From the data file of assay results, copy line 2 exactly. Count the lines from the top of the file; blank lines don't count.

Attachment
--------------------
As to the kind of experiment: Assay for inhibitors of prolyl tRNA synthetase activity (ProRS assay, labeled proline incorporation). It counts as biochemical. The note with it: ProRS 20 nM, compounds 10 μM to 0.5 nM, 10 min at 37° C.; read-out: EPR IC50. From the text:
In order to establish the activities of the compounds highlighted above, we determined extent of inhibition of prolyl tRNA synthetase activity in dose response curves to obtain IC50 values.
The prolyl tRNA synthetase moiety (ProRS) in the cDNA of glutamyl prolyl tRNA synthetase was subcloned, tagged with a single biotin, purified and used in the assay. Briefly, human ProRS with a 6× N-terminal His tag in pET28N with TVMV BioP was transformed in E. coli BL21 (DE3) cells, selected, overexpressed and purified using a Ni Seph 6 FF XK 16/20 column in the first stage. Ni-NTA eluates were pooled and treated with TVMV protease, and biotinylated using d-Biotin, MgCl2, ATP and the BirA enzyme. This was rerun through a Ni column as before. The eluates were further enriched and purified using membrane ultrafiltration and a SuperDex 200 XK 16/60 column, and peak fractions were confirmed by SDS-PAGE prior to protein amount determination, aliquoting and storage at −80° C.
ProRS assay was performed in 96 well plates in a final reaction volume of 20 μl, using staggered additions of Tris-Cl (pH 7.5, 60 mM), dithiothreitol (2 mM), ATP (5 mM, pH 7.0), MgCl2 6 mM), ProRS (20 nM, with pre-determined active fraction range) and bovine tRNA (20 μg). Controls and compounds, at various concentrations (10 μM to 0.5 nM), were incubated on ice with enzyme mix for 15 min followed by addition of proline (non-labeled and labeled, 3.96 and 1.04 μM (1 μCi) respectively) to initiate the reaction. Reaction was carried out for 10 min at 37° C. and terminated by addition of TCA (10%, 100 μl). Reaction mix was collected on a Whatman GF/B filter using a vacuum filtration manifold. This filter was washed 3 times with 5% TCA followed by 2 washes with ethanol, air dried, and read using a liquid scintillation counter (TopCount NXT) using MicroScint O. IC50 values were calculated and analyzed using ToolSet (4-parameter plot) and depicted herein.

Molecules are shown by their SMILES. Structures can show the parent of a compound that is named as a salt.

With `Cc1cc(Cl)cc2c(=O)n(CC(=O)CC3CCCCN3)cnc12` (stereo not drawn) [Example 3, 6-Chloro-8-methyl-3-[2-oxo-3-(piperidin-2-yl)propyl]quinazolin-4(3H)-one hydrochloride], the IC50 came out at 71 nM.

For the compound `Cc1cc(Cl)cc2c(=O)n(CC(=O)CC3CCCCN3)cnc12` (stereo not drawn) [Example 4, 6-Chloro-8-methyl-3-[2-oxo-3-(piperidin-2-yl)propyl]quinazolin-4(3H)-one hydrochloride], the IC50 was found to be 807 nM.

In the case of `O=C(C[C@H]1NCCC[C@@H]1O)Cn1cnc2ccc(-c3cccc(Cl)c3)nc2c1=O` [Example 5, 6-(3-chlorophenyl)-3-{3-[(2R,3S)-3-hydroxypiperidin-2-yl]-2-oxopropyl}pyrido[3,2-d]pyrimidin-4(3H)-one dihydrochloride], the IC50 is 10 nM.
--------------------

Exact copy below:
In order to establish the activities of the compounds highlighted above, we determined extent of inhibition of prolyl tRNA synthetase activity in dose response curves to obtain IC50 values.